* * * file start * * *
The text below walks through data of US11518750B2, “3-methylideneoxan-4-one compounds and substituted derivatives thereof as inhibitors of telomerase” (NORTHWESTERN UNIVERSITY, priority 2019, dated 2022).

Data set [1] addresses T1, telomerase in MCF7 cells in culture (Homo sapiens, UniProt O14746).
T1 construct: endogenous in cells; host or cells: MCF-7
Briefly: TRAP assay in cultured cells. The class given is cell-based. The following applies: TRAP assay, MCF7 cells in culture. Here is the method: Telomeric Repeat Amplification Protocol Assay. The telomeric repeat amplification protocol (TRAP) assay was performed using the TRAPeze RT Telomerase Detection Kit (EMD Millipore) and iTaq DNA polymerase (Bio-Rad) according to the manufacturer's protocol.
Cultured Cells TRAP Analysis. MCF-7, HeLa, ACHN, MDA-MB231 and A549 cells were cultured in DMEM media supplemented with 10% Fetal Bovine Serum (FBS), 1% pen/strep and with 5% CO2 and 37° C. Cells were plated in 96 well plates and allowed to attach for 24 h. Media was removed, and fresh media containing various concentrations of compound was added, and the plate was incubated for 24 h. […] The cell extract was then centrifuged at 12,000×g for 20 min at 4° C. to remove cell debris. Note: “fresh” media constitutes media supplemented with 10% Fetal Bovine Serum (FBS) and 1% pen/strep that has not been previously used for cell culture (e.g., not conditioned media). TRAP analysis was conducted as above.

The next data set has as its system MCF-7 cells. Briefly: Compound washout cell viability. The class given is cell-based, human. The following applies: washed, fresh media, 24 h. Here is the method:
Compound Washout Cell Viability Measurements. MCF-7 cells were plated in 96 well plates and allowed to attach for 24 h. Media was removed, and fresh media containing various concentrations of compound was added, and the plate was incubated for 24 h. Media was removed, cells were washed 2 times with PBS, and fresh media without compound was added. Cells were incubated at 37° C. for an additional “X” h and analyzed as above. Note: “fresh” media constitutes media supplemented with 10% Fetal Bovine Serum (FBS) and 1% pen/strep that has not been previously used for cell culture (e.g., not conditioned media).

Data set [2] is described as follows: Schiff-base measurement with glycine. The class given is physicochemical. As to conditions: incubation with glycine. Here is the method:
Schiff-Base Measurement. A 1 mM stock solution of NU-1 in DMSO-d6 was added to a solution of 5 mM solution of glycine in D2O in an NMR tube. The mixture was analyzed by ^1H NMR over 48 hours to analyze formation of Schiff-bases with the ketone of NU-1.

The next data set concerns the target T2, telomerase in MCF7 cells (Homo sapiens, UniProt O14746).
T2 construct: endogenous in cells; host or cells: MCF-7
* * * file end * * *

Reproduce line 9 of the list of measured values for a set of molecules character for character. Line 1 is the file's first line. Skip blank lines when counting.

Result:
Schiff-Base Measurement. A 1 mM stock solution of NU-1 in DMSO-d6 was added to a solution of 5 mM solution of glycine in D2O in an NMR tube. The mixture was analyzed by ^1H NMR over 48 hours to analyze formation of Schiff-bases with the ketone of NU-1.